Avoid business email fraud

With the tactic of business email fraud hackers often target not only employees, but especially managers. This is how you detect attacks before damage is done.

The problem with routine tasks

Even in times of modern instant messaging applications such as Slack or Discord, the good old e-mail still plays a central role in communication in the business context – whether as a means of interacting with customers, negotiating contracts with suppliers, managing employees or even internal file sharing. It is precisely this everyday application and routine use of e-mails that make them one of the most attractive ways of hacking companies. The latest figures in Verizon’s Data Breach Reportshow how successful these attacks are, according to the report e-mails are still the most common attack vector (96%) for social engineering attacks . Especially phishing attacks on companies, so-called “business email fraud”, cause immense costs.


The bad news – Every employee is affected by business email fraud

Business email fraud can take many forms. From relatively easy to recognize mass mailings to all employees of a company, to extremely well prepared Spear-Phishing attacks against individual employees. Theoretically, any person with a business email account is affected. Particularly perfidious: fraudsters often pretend to be internal colleagues, in some cases also as superiors. This is referred to as “CEO fraud” (superior fraud).


The good news – Every employee can actively defend his or her company

Even if the characteristics of Business Email Fraud are quite diverse, you can recognize them based on certain criteria. Doing so enables you to become an active party and help to successfully defend your company on the cyber front! Detecting and preventing email fraud is possible even if you are not a cyber security expert. The following six factors are common to many fake or fraudulent emails in the business context – they will help you to identify dangerous emails:

    1. Urgency:Cybercriminals have a strong interest in carrying out fraud quickly in order to prevent any suspicion or even critical examination by the victim in the first place. To increase the pressure on the victim, they use strong threats, such as an alleged breach of contract, a penalty for an overdue bill, an account block or a service shutdown.
    2. Badly revised communication: Serious companies invest a lot of time and money in the design of e-mails in order to maintain and enhance the reputation of their brand. Generic greetings, grammar mistakes and poor formatting are potential signals pointing to business fraud or phishing mails.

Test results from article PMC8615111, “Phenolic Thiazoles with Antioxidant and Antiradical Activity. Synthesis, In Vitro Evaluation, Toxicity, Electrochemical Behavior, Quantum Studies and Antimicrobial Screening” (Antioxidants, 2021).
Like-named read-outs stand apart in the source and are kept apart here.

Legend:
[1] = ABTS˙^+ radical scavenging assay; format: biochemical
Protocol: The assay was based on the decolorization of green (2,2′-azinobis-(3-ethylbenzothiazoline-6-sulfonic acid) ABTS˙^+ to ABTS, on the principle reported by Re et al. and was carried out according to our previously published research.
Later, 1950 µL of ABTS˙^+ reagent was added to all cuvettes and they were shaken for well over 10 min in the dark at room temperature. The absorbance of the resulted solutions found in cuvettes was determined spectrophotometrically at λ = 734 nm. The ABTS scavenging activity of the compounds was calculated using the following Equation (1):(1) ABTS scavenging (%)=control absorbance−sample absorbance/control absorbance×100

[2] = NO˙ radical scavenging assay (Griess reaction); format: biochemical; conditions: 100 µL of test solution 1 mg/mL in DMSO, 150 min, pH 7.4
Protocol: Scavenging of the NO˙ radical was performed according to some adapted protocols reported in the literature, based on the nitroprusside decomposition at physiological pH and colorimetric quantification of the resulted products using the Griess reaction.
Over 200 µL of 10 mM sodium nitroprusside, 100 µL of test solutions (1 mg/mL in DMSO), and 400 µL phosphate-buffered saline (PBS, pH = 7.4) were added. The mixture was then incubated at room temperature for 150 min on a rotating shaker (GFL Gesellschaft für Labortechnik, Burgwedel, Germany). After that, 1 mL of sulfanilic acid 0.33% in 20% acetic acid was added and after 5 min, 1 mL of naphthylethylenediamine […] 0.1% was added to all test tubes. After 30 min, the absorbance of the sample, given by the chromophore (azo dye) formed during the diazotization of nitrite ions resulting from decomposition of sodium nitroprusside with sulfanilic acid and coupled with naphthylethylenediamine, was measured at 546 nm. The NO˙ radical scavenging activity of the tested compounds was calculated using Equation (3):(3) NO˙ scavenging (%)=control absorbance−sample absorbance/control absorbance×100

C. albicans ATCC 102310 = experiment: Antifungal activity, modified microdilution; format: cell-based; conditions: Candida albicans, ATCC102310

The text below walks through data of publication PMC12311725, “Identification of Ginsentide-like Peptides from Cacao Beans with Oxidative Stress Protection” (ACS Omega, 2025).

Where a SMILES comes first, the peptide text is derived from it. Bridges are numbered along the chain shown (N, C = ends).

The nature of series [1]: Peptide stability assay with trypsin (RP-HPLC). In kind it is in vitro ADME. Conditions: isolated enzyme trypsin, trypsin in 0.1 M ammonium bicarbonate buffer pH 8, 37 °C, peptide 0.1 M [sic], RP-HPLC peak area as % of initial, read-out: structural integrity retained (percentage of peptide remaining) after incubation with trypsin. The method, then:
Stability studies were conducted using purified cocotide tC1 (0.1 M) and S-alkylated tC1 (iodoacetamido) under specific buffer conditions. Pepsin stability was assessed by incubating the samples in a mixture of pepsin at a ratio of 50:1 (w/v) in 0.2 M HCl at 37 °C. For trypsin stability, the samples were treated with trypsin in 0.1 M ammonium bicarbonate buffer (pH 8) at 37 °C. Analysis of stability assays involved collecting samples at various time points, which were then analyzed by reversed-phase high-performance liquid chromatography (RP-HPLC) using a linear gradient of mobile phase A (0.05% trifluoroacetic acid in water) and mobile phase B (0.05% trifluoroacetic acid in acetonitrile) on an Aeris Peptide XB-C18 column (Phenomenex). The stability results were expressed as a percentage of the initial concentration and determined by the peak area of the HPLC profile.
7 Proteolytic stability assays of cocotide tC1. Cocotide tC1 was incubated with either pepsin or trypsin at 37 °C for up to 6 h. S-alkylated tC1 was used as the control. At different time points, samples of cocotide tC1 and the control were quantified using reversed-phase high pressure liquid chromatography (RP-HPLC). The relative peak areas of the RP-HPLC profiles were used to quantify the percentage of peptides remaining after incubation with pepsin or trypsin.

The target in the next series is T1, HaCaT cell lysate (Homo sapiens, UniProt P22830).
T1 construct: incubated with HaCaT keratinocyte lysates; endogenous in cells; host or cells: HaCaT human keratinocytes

3. Contacts by mail only:Hackers try to maintain their false identities and avoid personal contact. In the case of unusual or urgent requests, an authenticity check by telephone may be sufficient to expose them.
    4. Strange URLs and Domains:Many hackers use external links in phishing emails to redirect potential victims to a fake home page or form where personal and financial information is collected. The wrong links are often difficult to recognize, but a trained eye will note the signs. An example are inconsistent links where the display and target URLs do not match. nother is, fake slightly changed URLs such as “webside.com” instead of “website.com”.
    5. No flexible support:Cybercriminals often imitate well-known brands and organizations to radiate trust and credibility to their victims. Medium-sized and large companies often offer differentiated customer support and often have employees trained for specific issues. Therefore, in case of uncertainty, it is helpful to inquire about specialist contact persons and thereby check whether an information request is legitimate.
    6. Dubious attachments: Another common phishing technique is to attach one or more malicious attachments to fraudulent emails. These files may contain viruses or other types of ransomware/malware . Special care should be taken with unknown senders and especially with proprietary file types, such as compressed files (e.g. .rar, .zip), files used to execute program codes (e.g. .bat, .cmd, .exe & . msi) and macro-enabled documents (e.g. . docm, .pptm and .xlsm).

About SoSafe

The SoSafe awareness platform sensitizes and trains employees in dealing with the topic of IT security. Phishing simulations and interactive e-learnings teach employees in an effective and sustainable way about what to pay particular attention to when using e.g. e-mails, passwords or social media. The employer receives differentiated reporting and can finally make awareness building measurable – of course completely GDPR-compliant.

www.sosafe.de Cyber Security Awareness – made in Germany